June 21, 2004

Teen exercise program expands to SAAC


By Eric Rangus

The Student Activity and Academic Center (SAAC) on the Clairmont Campus will host TeensExercise, a weight management and exercise program for girls ages 12-18 from July 1-Aug.

Sessions will be held Thursday nights from 6-7:30 p.m. and Saturday from 11 a.m.-12:30 p.m. Registration for either session of the six-week program is $65, while passes that include 14 additional visits with class registration and full use of the SAAC facility also are being offered for $115.

The TeensExercise curriculum, which combines aerobic activity with nutrition education and basic weight training, was first implemented as "Teens in Motion" at Grady Hospital. The participants were primarily low-income minority girls, who program creator Linda Byams said were most in need of healthy lifestyle changes.

"Most of the programs now are for younger kids," said Byams, a health educator with the Jane Fonda Center. "When you get to be 12, where do you go during the summer months? You sit at home unless you are lucky enough to get a summer job."

All that sitting at home, Byams felt, created a lot of out-of-shape children. For children from low-income families, especially girls, those difficulties were even more prevalent.

"What I learned from the girls is they know they are in trouble," Byams said. "They are frustrated and they are bored and they really are limited, especially inner-city kids. They go from one house to the next house and they sit. Their parents--and this is every parent today--are extremely busy. They often aren't concerned with their kids' health until they're sick. Parents don't always provide avenues for change, and it's not necessarily their fault. Many don't have the time or the resources themselves."

So Byams decided to offer those resources herself. In January 2003, she started Teens in Motion. She did some advertising and contacted families who had been referred by Grady's nutrition department, expecting perhaps 10 girls to show up for the first session. She got 20.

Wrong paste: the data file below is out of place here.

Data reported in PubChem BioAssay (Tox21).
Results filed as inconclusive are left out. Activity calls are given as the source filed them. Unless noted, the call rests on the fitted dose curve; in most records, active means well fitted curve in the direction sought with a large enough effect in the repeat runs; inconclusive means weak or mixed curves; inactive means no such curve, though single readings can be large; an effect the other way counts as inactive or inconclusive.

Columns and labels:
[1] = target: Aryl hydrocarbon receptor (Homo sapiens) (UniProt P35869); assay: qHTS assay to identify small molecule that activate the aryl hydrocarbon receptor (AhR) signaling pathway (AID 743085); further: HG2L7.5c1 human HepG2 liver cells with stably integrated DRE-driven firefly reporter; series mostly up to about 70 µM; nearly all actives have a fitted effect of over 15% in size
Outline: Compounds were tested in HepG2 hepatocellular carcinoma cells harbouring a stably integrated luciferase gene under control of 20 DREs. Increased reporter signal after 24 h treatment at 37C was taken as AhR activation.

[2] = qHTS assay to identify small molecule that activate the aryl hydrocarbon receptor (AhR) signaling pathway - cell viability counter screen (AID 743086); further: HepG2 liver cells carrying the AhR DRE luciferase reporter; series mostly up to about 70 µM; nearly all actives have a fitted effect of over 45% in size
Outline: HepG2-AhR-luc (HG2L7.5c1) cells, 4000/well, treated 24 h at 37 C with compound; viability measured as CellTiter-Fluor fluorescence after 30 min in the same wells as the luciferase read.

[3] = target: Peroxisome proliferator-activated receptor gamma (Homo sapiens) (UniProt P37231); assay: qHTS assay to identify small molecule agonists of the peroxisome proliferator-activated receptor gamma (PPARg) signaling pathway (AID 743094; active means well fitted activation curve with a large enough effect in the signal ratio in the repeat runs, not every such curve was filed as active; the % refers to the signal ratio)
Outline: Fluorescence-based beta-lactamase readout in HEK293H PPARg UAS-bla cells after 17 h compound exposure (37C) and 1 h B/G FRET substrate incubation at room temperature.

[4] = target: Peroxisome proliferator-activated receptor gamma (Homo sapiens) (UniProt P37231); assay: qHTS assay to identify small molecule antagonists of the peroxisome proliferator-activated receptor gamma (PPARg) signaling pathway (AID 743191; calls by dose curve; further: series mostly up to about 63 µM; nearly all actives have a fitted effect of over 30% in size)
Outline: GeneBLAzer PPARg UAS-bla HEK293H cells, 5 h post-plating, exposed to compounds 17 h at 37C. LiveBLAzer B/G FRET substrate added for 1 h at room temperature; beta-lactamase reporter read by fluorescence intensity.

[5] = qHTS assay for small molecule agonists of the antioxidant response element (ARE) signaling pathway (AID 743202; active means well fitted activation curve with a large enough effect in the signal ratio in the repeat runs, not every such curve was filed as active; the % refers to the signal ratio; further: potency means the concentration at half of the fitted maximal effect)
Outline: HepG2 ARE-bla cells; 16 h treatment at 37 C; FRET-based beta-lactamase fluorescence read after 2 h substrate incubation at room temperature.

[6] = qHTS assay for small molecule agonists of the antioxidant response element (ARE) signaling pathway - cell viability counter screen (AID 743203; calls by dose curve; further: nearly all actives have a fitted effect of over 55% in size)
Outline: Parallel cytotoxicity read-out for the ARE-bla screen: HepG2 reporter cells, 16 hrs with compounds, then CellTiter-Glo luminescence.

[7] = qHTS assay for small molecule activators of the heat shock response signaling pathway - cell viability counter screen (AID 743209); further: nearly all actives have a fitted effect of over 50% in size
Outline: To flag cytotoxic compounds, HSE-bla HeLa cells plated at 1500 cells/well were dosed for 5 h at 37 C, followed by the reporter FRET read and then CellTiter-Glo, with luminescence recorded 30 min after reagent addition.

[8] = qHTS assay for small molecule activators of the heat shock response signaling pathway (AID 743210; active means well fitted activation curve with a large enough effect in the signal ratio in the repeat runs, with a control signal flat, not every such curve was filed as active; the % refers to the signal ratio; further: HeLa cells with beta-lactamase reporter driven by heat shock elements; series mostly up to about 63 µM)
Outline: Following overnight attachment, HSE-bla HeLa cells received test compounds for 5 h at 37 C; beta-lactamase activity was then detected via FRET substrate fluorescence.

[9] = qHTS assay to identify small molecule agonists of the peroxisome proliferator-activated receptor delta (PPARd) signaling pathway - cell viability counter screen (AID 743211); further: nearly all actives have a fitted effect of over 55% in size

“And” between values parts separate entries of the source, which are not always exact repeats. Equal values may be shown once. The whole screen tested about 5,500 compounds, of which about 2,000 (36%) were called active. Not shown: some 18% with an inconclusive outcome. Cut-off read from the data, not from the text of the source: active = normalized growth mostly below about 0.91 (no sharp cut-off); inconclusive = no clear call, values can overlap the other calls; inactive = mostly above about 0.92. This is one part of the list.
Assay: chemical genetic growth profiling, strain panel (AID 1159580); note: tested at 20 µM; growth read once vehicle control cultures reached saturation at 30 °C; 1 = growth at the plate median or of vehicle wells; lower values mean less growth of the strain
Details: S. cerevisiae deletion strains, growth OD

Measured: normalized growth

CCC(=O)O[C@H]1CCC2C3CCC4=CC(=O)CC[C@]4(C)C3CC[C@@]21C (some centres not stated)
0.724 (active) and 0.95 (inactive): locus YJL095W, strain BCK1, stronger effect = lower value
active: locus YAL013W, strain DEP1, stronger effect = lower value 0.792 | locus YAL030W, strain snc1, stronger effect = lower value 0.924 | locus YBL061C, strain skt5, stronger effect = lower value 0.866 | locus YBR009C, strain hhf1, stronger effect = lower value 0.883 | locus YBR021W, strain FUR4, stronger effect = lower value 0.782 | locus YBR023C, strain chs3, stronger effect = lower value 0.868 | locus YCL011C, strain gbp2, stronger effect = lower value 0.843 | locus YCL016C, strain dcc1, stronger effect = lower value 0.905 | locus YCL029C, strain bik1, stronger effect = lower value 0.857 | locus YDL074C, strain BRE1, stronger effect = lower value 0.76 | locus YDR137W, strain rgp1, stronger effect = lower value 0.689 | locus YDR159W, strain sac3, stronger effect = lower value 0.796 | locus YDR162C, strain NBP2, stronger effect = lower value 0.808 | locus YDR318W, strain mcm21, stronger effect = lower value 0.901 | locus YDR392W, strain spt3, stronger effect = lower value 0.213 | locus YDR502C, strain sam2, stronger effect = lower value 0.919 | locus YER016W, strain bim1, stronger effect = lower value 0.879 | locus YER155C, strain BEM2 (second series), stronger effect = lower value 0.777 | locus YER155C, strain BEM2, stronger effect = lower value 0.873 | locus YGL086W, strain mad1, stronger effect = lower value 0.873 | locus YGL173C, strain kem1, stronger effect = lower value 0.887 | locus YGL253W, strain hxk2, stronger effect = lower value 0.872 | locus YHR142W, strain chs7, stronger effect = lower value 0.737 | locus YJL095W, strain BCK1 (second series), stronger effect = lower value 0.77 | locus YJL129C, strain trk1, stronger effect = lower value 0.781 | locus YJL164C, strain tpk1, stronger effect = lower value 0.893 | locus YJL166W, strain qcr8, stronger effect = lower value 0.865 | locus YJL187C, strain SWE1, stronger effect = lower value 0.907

Although Grady's Teen Services Clinic and Grady's nutrition department provided sponsorship and facilities, very little funding came with it. Byams worked pro bono.Teens in Motion was a shoestring operation, which wasn't always a bad thing.

The participants didn't have exercise mats, and instead of dumbbells, students curled books or fully filled water bottles. Their exercise room was a cramped conference room at Grady, although Byams noted the space and lack of fancy amenities matched the atmosphere the students were used to and would probably help them exercise on their own after the program was over.

"The concept was to create an exercise program that anybody could do," she said. Over the year, TeensExercise (Byams eventually changed the name) programs drew nearly 100 girls. "Often these girls come from homes where they have very limited space. They may share a room with a lot of people, or they're in a Grady Homes situation where the rooms are very small."

Byams, along with a nutritionist Sheila Hardison, took a somewhat unconventional approach to the training. Byams, who led the exercise portion, leaned heavily on hip-hop music for working out, to keep the girls interested. Lectures were minimal and they incorporated many visual aids (like a five-pound glob of fat the students could pass around). The nutrition aspect introduced the girls to healthy and relatively inexpensive snacks like yogurt. The girls also were encouraged to choreograph their own dance moves to the music to further personalize the experience.

The success of the program (one student lost 12 pounds and others reported making changes to their diet) led Byams to expand it. She called SAAC manager Frank Gaertner, who offered the facility for new students closer to the Emory community.

For the summer program at the SAAC, the budget has been increased. Students will have weights to work with, and classes will be held in the facility's multipurpose room. Some of the Grady program's edge--the hip-hop music, the rapid-fire changes from subject to subject--will carry over, though.

For $24.95, program participants can purchase a Teens-Exercise DVD so students can continue their workout regimens at home.

For registration infor-mation, contact Byams at 678-580-5027 or by
e-mail at Linda@TeensExercise.com.